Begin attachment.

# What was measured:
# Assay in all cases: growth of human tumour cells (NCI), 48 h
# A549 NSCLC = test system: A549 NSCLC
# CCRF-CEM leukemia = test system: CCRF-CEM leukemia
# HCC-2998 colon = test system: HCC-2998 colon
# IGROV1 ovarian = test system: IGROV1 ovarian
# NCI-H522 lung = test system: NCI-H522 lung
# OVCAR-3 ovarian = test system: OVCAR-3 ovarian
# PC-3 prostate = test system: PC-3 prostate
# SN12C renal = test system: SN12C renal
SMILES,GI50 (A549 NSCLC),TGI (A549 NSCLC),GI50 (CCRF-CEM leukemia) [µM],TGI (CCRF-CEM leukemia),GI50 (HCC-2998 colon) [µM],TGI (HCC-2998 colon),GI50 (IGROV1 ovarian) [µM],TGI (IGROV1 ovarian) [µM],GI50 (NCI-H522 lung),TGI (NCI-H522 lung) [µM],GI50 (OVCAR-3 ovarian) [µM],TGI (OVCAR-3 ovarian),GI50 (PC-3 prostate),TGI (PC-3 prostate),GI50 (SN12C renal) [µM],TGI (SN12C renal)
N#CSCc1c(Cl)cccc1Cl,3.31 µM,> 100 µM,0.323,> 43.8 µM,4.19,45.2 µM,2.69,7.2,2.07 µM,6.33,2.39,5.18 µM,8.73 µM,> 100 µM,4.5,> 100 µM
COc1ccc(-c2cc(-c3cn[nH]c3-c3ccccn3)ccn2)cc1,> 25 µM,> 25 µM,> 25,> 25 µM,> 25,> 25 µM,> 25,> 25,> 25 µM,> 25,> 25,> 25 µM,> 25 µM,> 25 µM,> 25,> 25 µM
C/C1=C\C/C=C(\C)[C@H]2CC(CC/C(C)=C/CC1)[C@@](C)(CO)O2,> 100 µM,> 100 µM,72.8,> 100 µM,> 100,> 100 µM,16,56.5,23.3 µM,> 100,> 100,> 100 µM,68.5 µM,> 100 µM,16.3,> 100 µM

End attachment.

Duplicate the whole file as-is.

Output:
# What was measured:
# Assay in all cases: growth of human tumour cells (NCI), 48 h
# A549 NSCLC = test system: A549 NSCLC
# CCRF-CEM leukemia = test system: CCRF-CEM leukemia
# HCC-2998 colon = test system: HCC-2998 colon
# IGROV1 ovarian = test system: IGROV1 ovarian
# NCI-H522 lung = test system: NCI-H522 lung
# OVCAR-3 ovarian = test system: OVCAR-3 ovarian
# PC-3 prostate = test system: PC-3 prostate
# SN12C renal = test system: SN12C renal
SMILES,GI50 (A549 NSCLC),TGI (A549 NSCLC),GI50 (CCRF-CEM leukemia) [µM],TGI (CCRF-CEM leukemia),GI50 (HCC-2998 colon) [µM],TGI (HCC-2998 colon),GI50 (IGROV1 ovarian) [µM],TGI (IGROV1 ovarian) [µM],GI50 (NCI-H522 lung),TGI (NCI-H522 lung) [µM],GI50 (OVCAR-3 ovarian) [µM],TGI (OVCAR-3 ovarian),GI50 (PC-3 prostate),TGI (PC-3 prostate),GI50 (SN12C renal) [µM],TGI (SN12C renal)
N#CSCc1c(Cl)cccc1Cl,3.31 µM,> 100 µM,0.323,> 43.8 µM,4.19,45.2 µM,2.69,7.2,2.07 µM,6.33,2.39,5.18 µM,8.73 µM,> 100 µM,4.5,> 100 µM
COc1ccc(-c2cc(-c3cn[nH]c3-c3ccccn3)ccn2)cc1,> 25 µM,> 25 µM,> 25,> 25 µM,> 25,> 25 µM,> 25,> 25,> 25 µM,> 25,> 25,> 25 µM,> 25 µM,> 25 µM,> 25,> 25 µM
C/C1=C\C/C=C(\C)[C@H]2CC(CC/C(C)=C/CC1)[C@@](C)(CO)O2,> 100 µM,> 100 µM,72.8,> 100 µM,> 100,> 100 µM,16,56.5,23.3 µM,> 100,> 100,> 100 µM,68.5 µM,> 100 µM,16.3,> 100 µM